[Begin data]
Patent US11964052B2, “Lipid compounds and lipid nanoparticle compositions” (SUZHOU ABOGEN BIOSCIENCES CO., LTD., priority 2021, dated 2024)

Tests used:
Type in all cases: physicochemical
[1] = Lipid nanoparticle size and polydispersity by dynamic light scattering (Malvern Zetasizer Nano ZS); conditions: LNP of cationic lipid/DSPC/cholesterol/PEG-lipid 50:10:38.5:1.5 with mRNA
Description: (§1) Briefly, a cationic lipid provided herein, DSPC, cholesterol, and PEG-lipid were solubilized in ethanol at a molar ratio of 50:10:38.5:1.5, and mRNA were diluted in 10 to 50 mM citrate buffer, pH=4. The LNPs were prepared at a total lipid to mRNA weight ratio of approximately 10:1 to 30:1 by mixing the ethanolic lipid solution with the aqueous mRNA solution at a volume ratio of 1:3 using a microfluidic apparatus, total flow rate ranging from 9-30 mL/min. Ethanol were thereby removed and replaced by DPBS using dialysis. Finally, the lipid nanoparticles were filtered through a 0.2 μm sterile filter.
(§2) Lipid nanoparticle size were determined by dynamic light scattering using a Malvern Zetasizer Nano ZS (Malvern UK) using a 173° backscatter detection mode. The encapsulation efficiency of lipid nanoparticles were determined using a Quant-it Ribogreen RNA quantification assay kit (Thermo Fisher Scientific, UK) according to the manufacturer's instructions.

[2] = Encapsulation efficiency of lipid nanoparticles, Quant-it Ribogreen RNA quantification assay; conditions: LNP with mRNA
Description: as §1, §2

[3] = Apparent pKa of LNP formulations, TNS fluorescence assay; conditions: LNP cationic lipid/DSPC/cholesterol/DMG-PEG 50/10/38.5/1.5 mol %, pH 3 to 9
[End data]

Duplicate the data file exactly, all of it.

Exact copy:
Patent US11964052B2, “Lipid compounds and lipid nanoparticle compositions” (SUZHOU ABOGEN BIOSCIENCES CO., LTD., priority 2021, dated 2024)

Tests used:
Type in all cases: physicochemical
[1] = Lipid nanoparticle size and polydispersity by dynamic light scattering (Malvern Zetasizer Nano ZS); conditions: LNP of cationic lipid/DSPC/cholesterol/PEG-lipid 50:10:38.5:1.5 with mRNA
Description: (§1) Briefly, a cationic lipid provided herein, DSPC, cholesterol, and PEG-lipid were solubilized in ethanol at a molar ratio of 50:10:38.5:1.5, and mRNA were diluted in 10 to 50 mM citrate buffer, pH=4. The LNPs were prepared at a total lipid to mRNA weight ratio of approximately 10:1 to 30:1 by mixing the ethanolic lipid solution with the aqueous mRNA solution at a volume ratio of 1:3 using a microfluidic apparatus, total flow rate ranging from 9-30 mL/min. Ethanol were thereby removed and replaced by DPBS using dialysis. Finally, the lipid nanoparticles were filtered through a 0.2 μm sterile filter.
(§2) Lipid nanoparticle size were determined by dynamic light scattering using a Malvern Zetasizer Nano ZS (Malvern UK) using a 173° backscatter detection mode. The encapsulation efficiency of lipid nanoparticles were determined using a Quant-it Ribogreen RNA quantification assay kit (Thermo Fisher Scientific, UK) according to the manufacturer's instructions.

[2] = Encapsulation efficiency of lipid nanoparticles, Quant-it Ribogreen RNA quantification assay; conditions: LNP with mRNA
Description: as §1, §2

[3] = Apparent pKa of LNP formulations, TNS fluorescence assay; conditions: LNP cationic lipid/DSPC/cholesterol/DMG-PEG 50/10/38.5/1.5 mol %, pH 3 to 9